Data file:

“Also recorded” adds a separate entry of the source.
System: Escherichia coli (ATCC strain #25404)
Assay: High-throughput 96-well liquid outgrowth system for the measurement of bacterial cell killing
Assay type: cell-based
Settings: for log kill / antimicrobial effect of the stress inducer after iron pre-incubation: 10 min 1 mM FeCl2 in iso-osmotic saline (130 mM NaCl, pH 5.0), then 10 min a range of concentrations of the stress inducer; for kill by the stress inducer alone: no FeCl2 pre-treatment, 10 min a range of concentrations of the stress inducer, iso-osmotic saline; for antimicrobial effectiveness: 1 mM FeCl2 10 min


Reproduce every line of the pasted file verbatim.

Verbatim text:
“Also recorded” adds a separate entry of the source.
System: Escherichia coli (ATCC strain #25404)
Assay: High-throughput 96-well liquid outgrowth system for the measurement of bacterial cell killing
Assay type: cell-based
Settings: for log kill / antimicrobial effect of the stress inducer after iron pre-incubation: 10 min 1 mM FeCl2 in iso-osmotic saline (130 mM NaCl, pH 5.0), then 10 min a range of concentrations of the stress inducer; for kill by the stress inducer alone: no FeCl2 pre-treatment, 10 min a range of concentrations of the stress inducer, iso-osmotic saline; for antimicrobial effectiveness: 1 mM FeCl2 10 min